Home' Future Building: The Australian Infrastructure Review : Volume 3 Number 2 Contents 66 futurebuilding Volume 3 Number 2
choice of more than a dozen retailers competing
for their business.
Competition has broadened beyond price, and
includes a variety of innovative product and service
offerings. In fact, the St Vincent de Paul Society
has observed that the deregulated, competitive
retail market in Victoria does more for low-income
households than retail price regulation in states like
New South Wales and Queensland.
An example: the variety of offers available
in the market means that households with high
energy use can choose retailers that offer products
with higher xed costs and lower variable costs,
while those households with lower energy use
can choose a different retailer with the opposite
product offering. These same households can then
access a discount on these rates and a further
discount if they pay on time.
Retail price regulation is a one-size- ts-all
approach, and the discounts available in the
competitive market are linked to this in exible
regulated product. This does not bene t many low-
Retail price regulation and the introduction of
exible (or what is often referred to as time-of-use)
pricing structures is also critical if we are to help
customers to manage their energy use throughout the
day and get the most from their energy expenditure.
Time-of-use pricing is also imperative if we are
to begin to tackle peak demand and improve the
productivity and cost structure of the energy industry.
Today, retail price deregulation is the single most
important reform that is required for Australia's energy
markets if we are to deliver tomorrow's opportunities.
What about the Renewable Energy Target? One
policy area where we have the opportunity to stop
and re ect on our objectives and the impact of their
delivery is the RET. There is a lot to like about the RET.
It is one of the few current policy settings that have
bipartisan political support, and it has successfully
encouraged new renewable generation investment.
It uses a market price signal that encourages least-
However, a key question that faced the Climate
Change Authority in its review of the RET was how
to de ne the 20 per cent target. Rather than rush
out and take a position, we commissioned some
analysis from ACIL Tasman. This modelling found
that, unchanged, the current 20 per cent Renewable
Energy Target will actually deliver over 25 per cent
renewable energy at a cost of nearly $54 billion from
now until 2030.
In the context of falling demand, this target could
be recalibrated to deliver the original policy intent
of 20 per cent renewable energy, while reducing the
overall cost of the $54 billion subsidy by $25 billion.
Across the economy, $25 billion is a big saving to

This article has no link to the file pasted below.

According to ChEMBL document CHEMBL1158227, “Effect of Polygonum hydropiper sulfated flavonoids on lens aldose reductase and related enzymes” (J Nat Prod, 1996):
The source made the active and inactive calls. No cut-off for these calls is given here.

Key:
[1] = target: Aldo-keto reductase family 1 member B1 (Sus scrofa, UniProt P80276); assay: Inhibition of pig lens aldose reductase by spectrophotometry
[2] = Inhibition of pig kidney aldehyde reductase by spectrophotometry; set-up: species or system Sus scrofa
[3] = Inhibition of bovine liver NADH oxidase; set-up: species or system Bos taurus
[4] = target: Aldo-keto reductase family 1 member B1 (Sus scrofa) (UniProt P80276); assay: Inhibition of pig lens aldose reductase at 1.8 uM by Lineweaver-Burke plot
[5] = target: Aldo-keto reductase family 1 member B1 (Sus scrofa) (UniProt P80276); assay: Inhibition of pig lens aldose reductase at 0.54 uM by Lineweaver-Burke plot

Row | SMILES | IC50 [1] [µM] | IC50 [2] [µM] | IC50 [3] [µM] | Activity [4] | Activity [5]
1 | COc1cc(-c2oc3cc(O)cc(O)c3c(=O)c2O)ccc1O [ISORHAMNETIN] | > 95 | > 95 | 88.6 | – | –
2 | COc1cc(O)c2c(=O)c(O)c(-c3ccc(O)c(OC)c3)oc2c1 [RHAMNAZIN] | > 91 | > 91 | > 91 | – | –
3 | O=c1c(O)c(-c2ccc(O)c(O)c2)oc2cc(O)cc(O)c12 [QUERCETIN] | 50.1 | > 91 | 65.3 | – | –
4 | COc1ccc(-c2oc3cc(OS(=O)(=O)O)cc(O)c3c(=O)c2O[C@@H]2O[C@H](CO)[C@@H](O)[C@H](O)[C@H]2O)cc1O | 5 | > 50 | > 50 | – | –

consumers -- $840 each -- in the context of rising
The current design of the RET also puts incredible
pressure on the wholesale electricity market. A policy
that forces new capacity to be built in an already
oversupplied market, with falling demand, calls into
question the sustainability of the market itself.
While policy stability is very important, we need
to balance this with a scheme design that can adjust to
uctuations in demand and not impose unnecessary
costs on the economy and our customers.
In conclusion, Australia has shown that it has
the capability to build a sustainable, world-class
energy system that underpins economic, social and
Building on the existing energy supply
infrastructure, we can work towards lower
carbon emission levels and maintain high levels
of supply reliability.
We can introduce smart grid technology, and
we can deliver power more ef ciently to customers,
giving them more information and greater choice
about the way they use energy.
The opportunity, but also the obligation, for
Australian governments, is to maintain the reform
agenda towards achieving a functional, competitive
and ef cient national energy market.
This market works, but we need to be careful
that we don't ask too much of it, as it could begin
to break down.
Australia's energy markets have served us well.
We should protect and develop them.
We need to get out of regulating prices and get
on top of peak demand to ensure the sustainability of
the energy sector.
We need to tidy up the raft of climate change
schemes -- including the RET -- and move to a least-
cost approach to emissions reduction and renewable
deployment at sustainable levels.
We need to support gas development and gas
markets to the bene t of industry, consumers and the
community. But, most importantly, we need to get the
politics out of energy supply.
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